Fusion power: will it be tainted by the history of nuclear fission?

One thing that I wanted to talk about before this is all over is fusion power. Fusion reactions definitely fall under the umbrella of ‘nuclear’, and I think the example of fusion is a good way of looking at the whole nuclear debate from a different angle. (there will be a bit of science in this post)

Fundamentally, nuclear fusion is the opposite reaction to what you are doing during nuclear fission. Fission, as I explained in this post, involves splitting apart one very heavy atom, and releasing energy. Fusion, as the name implies, does the opposite. In most fusion reactions, you take two hydrogen atoms and force them together under extremely high pressure and temperatures. Under this pressure, they come together, and form one single helium atom. The thing is, one helium atom weighs less than two hydrogen atoms. This difference in weight is converted directly into energy, that can be channeled in the form of heat to produce electricity.

The differences between fusion and fission, is that fusion is much harder to do, but it is also safer and produces far more energy, with no radioactive waste.

So far, the technology required to make fusion commercially viable has not come about, although there are some promising developments coming along at the moment. If it were to be made viable, it would potentially be able to provide as much energy as we need, with a fraction of the wast, and no radioactive issues to deal with. But I wonder whether there will be issues with fusion that stem from the current opinions around fission.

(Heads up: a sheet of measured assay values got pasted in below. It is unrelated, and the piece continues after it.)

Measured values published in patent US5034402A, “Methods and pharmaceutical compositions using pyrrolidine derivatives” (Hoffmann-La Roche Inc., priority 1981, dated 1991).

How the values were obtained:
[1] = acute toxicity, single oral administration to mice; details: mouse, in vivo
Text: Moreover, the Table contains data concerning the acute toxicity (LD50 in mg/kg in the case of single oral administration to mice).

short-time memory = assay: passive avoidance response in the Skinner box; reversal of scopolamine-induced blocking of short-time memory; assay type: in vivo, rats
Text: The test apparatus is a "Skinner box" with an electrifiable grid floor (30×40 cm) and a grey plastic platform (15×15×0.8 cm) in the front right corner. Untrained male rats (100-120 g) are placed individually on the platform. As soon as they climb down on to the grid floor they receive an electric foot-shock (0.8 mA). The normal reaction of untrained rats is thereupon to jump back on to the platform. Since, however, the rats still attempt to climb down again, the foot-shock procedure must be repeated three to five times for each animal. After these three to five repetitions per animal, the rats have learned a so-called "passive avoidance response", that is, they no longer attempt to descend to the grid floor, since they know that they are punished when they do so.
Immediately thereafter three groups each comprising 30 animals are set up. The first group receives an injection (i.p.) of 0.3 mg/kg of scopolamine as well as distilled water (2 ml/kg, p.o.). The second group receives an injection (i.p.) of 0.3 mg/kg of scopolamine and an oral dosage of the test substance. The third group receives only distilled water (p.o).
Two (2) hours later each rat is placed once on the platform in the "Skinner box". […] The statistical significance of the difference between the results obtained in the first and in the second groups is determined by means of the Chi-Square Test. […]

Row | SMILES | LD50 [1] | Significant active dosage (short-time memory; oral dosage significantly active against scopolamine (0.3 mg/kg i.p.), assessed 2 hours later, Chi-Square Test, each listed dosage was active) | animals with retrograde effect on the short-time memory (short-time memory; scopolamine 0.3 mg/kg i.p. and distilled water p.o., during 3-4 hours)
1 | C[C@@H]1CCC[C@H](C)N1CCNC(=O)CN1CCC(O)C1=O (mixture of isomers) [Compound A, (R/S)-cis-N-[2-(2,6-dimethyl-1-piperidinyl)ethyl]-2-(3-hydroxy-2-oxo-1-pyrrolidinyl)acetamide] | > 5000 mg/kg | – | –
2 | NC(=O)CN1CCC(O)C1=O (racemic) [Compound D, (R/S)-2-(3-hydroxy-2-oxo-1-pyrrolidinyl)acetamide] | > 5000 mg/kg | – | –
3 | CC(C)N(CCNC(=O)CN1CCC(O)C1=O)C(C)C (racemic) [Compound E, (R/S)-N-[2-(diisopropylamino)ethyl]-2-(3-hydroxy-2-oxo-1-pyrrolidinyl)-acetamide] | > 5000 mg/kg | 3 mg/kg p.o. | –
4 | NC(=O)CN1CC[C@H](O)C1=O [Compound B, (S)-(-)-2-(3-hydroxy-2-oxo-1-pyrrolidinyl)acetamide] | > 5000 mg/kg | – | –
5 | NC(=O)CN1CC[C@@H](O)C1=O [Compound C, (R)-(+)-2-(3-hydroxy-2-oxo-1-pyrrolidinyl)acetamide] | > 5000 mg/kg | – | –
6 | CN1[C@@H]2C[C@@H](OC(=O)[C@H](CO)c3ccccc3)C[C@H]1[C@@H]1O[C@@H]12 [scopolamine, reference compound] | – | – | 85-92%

It is still hard to communicate the science of nuclear power, and this technology has been in the public eye for 70 odd years. It seems like there could be potential for the same sort of negative feeling of fission nuclear power being applied to fusion, which would hinder its (already very slow) development further.

Unfortunately, we haven’t crossed that bridge yet, but it will be interesting to see whether it is more acceptable in the public eye.

Say something controversial.

Matt

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